### Relationship between some classes of operators

One can view certain classes of bounded operators as noncommutative analogue of classical sequence spaces, with trace-class operators as the noncommutative analogue of the sequence space 1(N).

Indeed, it is possible to apply the spectral theorem to show that every normal trace-class operator on a separable Hilbert space can be realized in a certain way as an 1 sequence with respect to some choice of a pair of Hilbert bases. In the same vein, the bounded operators are noncommutative versions of (N), the compact operators that of c0 (the sequences convergent to 0), Hilbert–Schmidt operators correspond to 2(N), and finite-rank operators (the sequences that have only finitely many non-zero terms). To some extent, the relationships between these classes of operators are similar to the relationships between their commutative counterparts.

Recall that every compact operator T on a Hilbert space takes the following canonical form:

$\forall h\in H,\;Th=\sum _{i=1}\alpha _{i}\langle h,v_{i}\rangle u_{i},\quad {\text{where}}\quad \alpha _{i}\geq 0,\ \alpha _{i}\to 0,$ for some orthonormal bases {ui} and {vi}. Making the above heuristic comments more precise, we have that T is trace-class if the series i αi is convergent, T is Hilbert–Schmidt if i αi2 is convergent, and T is finite-rank if the sequence {αi} has only finitely many nonzero terms.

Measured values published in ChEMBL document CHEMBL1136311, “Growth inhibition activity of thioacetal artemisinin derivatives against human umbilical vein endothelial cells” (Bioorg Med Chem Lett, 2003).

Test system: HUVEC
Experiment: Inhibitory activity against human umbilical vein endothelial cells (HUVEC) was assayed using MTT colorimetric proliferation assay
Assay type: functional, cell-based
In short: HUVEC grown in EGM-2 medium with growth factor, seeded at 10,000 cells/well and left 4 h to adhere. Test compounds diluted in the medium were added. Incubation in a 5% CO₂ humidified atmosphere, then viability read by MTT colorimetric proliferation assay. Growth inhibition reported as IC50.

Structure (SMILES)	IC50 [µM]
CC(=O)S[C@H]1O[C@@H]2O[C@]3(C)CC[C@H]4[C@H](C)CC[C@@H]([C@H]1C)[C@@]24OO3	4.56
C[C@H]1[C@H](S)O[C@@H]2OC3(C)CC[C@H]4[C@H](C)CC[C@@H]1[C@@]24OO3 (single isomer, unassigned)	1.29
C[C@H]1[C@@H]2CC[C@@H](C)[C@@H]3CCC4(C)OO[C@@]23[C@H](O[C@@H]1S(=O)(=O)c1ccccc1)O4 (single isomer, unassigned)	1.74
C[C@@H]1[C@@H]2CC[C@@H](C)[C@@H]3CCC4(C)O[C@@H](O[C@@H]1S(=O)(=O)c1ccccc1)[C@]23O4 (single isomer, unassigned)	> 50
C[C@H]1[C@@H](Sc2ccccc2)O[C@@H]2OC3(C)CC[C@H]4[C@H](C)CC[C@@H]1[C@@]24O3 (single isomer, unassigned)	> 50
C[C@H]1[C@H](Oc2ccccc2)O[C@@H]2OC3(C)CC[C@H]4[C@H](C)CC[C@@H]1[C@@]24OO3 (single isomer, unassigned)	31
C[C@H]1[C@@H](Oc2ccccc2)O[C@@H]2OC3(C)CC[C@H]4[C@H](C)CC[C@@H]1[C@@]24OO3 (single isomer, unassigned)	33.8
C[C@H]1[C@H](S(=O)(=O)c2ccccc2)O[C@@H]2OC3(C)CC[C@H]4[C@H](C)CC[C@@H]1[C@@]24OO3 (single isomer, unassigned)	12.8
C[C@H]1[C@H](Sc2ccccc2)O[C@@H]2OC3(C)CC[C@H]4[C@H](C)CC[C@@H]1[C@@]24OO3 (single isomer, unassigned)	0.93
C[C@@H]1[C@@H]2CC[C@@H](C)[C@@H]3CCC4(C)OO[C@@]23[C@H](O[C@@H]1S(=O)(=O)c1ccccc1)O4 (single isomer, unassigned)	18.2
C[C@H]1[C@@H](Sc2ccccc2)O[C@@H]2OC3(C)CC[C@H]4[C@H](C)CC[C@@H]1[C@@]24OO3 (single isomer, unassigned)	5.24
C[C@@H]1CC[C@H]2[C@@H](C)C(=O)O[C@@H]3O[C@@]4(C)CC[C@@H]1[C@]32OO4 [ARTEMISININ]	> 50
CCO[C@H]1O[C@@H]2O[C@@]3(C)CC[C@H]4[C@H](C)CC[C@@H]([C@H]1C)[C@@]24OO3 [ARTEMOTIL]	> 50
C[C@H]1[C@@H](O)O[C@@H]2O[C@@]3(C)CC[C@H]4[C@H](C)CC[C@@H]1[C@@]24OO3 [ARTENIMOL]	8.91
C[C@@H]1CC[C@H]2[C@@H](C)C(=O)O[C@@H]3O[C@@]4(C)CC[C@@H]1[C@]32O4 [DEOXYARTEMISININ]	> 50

The above description allows one to obtain easily some facts that relate these classes of operators. For example, the following inclusions hold and are all proper when H is infinite-dimensional: {finite rank} {trace class} {Hilbert–Schmidt} {compact}.

The trace-class operators are given the trace norm ||T||1 = Tr[(T*T)½] = i αi. The norm corresponding to the Hilbert–Schmidt inner product is ||T||2 = [Tr(T*T)]½ = (iαi2)½. Also, the usual operator norm is ||T|| = supi(αi). By classical inequalities regarding sequences,

$\|T\|\leq \|T\|_{2}\leq \|T\|_{1}$ for appropriate T.

It is also clear that finite-rank operators are dense in both trace-class and Hilbert–Schmidt in their respective norms.

### Trace class as the dual of compact operators

The dual space of c0 is 1(N). Similarly, we have that the dual of compact operators, denoted by K(H)*, is the trace-class operators, denoted by C1. The argument, which we now sketch, is reminiscent of that for the corresponding sequence spaces. Let f K(H)*, we identify f with the operator Tf defined by

$\langle T_{f}x,y\rangle =f(S_{x,y}),$ where Sx,y is the rank-one operator given by

$S_{x,y}(h)=\langle h,y\rangle x.$ This identification works because the finite-rank operators are norm-dense in K(H). In the event that Tf is a positive operator, for any orthonormal basis ui, one has

$\sum _{i}\langle T_{f}u_{i},u_{i}\rangle =f(I)\leq \|f\|,$ where I is the identity operator:

$I=\sum _{i}\langle \cdot ,u_{i}\rangle u_{i}.$ But this means that Tf is trace-class. An appeal to polar decomposition extend this to the general case, where Tf need not be positive.

A limiting argument using finite-rank operators shows that ||Tf||1 = ||f||. Thus K(H)* is isometrically isomorphic to C1.

### As the predual of bounded operators

Recall that the dual of 1(N) is (N). In the present context, the dual of trace-class operators C1 is the bounded operators B(H). More precisely, the set C1 is a two-sided ideal in B(H). So given any operator T in B(H), we may define a continuous linear functional φT on $C_{1}$ by φT(A) = Tr(AT). This correspondence between bounded linear operators and elements φT of the dual space of $C_{1}$ is an isometric isomorphism. It follows that B(H) is the dual space of $C_{1}$ . This can be used to define the weak-* topology on B(H).